How to waste an achievement

There is nothing more natural - and well deserved - than celebrating an achievement. Celebrations - rewards, more in general - release dopamine and create the desire to feel those emotions again. Achievements beget more achievements.

But achievements can also induce negative behaviours. Behaviours that - when left unchecked - will make it more difficult to accomplish something the next time around. I know - and have felt - two types of such behaviours.

The first is hubris. Hubris comes when we believe to be stronger, smarter, luckier than what we are. When that happens, we become sloppy. We prepare less. We act carelessly. All conditions that are likely to lead us to failure.

A good antidote is to remind ourselves that what generated our success is not a quality we possess but a behaviour we have shown.

A famous study about children and motivation has shown that children who connect their achievements to talent are more likely to fail afterwards compared to children who connect their achievements to effort. Knowing that success depends on what we do, and how we do it, is both humbling and motivating. It reminds us that we are the masters of our destiny, but also that failure is always around the corner if we stop paying attention.

The second achievement-generated and failure-inducing behaviour is less visible and for this reason - I argue - even more dangerous. In some ways, it is the opposite of hubris: it doesn’t spur from laziness or lowering the bar, but from raising it. Let me explain with a personal example.

I have recently had the fortune to get some editing help on a post I was writing for my favourite blog, Ribbonfarm. The editor did a great job - thanks, Kevin! - and it improved a lot the quality of my writing. Thanks to that, I have now a new bar, a new standard of quality to aim for. The next time I sit down to write something I am motivated to do at least as good a job as I did on that post.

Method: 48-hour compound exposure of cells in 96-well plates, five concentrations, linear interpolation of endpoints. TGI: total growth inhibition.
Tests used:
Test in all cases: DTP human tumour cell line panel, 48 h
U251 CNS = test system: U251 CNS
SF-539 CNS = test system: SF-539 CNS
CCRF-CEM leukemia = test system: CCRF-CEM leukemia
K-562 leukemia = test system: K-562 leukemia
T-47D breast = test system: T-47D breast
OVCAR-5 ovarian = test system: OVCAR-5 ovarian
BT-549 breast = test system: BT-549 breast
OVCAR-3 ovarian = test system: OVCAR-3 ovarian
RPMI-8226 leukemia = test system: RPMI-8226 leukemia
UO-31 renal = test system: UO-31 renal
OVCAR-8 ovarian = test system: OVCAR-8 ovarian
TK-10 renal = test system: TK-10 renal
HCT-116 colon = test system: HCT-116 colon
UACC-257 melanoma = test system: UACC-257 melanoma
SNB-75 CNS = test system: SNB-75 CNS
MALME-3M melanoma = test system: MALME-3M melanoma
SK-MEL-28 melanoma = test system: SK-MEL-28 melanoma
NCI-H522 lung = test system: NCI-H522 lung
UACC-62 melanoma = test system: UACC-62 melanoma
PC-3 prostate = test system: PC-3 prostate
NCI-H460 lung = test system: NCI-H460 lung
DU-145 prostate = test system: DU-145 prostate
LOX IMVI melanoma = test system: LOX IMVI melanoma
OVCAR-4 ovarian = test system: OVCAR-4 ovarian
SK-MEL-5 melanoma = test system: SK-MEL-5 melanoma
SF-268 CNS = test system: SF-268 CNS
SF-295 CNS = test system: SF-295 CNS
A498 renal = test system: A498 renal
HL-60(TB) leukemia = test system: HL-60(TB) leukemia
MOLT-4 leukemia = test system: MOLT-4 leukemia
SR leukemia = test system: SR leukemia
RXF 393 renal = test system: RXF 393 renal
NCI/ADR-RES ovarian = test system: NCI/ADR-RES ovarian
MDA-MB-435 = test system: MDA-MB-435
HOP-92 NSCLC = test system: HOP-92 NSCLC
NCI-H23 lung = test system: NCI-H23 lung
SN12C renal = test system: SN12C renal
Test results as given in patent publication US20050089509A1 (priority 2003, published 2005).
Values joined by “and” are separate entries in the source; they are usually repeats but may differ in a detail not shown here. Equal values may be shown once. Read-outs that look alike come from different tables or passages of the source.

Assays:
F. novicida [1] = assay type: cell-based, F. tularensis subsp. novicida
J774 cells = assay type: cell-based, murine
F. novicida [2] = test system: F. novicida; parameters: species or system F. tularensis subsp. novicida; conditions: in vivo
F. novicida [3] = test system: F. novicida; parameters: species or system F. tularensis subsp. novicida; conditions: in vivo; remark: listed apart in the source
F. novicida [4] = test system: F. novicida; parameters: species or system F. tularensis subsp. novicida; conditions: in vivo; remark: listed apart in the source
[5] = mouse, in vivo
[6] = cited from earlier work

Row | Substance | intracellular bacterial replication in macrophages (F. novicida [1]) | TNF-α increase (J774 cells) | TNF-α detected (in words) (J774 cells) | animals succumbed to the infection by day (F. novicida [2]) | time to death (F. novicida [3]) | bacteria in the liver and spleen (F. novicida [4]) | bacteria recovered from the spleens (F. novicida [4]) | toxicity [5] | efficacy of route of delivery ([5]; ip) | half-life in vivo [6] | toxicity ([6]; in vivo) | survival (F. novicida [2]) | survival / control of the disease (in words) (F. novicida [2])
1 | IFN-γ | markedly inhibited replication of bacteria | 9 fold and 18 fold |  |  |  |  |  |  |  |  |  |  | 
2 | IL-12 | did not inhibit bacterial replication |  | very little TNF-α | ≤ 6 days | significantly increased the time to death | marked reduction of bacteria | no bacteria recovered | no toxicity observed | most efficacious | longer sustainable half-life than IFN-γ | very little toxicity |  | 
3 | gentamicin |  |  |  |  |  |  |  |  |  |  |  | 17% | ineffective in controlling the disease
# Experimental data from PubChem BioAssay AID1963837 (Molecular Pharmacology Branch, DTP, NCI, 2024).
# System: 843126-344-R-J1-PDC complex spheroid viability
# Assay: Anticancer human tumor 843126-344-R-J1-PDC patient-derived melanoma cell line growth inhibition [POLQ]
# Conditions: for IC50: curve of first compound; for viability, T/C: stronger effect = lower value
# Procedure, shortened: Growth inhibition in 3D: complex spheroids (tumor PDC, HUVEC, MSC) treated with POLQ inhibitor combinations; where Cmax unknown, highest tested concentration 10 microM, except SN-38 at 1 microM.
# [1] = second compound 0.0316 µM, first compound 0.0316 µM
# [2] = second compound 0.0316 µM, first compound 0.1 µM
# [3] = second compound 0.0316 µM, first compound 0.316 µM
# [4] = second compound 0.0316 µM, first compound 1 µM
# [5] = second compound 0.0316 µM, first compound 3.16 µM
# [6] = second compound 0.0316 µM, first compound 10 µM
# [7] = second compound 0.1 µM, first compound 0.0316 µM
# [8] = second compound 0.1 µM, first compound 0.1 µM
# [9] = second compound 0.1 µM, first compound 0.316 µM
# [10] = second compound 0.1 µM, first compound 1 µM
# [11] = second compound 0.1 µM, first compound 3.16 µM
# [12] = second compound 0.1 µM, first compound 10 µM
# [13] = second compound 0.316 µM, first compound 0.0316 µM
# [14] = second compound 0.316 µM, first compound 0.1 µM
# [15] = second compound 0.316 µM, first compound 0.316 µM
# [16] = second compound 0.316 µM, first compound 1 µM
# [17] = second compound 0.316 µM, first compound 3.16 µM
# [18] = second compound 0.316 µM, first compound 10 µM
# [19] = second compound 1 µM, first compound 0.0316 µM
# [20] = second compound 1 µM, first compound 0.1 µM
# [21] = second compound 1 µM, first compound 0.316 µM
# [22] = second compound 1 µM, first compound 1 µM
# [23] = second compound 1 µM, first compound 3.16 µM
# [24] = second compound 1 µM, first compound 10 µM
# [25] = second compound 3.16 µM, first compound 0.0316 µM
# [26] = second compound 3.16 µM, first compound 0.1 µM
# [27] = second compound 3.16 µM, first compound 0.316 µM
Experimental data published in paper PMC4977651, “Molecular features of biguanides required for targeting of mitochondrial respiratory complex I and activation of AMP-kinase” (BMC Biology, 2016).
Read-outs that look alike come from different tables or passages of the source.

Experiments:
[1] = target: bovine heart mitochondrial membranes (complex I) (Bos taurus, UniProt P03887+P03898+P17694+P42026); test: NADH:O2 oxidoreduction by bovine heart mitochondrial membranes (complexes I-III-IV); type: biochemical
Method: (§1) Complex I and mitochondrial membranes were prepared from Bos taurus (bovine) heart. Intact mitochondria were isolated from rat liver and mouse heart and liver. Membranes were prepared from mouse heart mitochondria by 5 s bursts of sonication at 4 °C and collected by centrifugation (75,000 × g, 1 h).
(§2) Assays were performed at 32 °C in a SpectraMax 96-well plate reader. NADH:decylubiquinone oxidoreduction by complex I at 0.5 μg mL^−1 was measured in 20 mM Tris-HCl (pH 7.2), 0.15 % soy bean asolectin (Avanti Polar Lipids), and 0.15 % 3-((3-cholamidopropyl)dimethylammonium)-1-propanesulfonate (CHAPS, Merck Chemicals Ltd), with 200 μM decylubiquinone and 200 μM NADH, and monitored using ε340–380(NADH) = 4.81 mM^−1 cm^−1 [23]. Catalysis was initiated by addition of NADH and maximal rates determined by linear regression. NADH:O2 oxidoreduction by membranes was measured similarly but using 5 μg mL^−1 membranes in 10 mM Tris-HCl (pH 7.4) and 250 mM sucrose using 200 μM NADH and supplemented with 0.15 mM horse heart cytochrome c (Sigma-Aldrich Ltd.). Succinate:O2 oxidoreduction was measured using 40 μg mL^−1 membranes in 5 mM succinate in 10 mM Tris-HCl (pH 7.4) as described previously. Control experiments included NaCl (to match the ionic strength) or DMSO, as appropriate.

It is difficult to see something wrong in this increased ambition, but here comes the challenge. As I sit here writing this post, I am way more judgemental about what I am typing. I want each sentence to sound well, I want different paragraphs to be linked well together, I want my arguments to come out clearly and in a nice, logical thread. In other words, I am afraid to do a poor job. I am hesitating. I am hitting backspace a lot.

It reminds me of something I have read in Creativity Inc, Ed Catmull’s book about the story of Pixar. Ideas - Catmull argues - are “ugly babies” who require protection.

“Early on, all of our movies suck. That's a blunt assessment, I know, but I choose that phrasing because saying it in a softer way fails to convey how bad the first versions really are. I'm not trying to be modest or self-effacing. Pixar films are not good at first, and our job is to make them so—to go, as I say, ‘from suck to not-suck.”

Accepting that everything we produce - even our most successful creations - starts out ugly is a necessary step to avoid feeling paralysed. In The Shape of Design, Frank Chimero talks about “momentum” as a requirement for any creative effort. And momentum is something we can achieve only if we lower the bar of our inner critical voice:

“the weight of the objectives (the quality standard in our case) can crush the seeds of thought necessary to begin down an adventurous path. Momentum is the most important aspect of starting, and rejecting and editing too soon has a tendency to stifle that movement.”

We need to remember that the final output of our work - our achievement - is the product of a carefree ability to start combined with the ambition to reach our highest standards of quality. Not immediately, but eventually.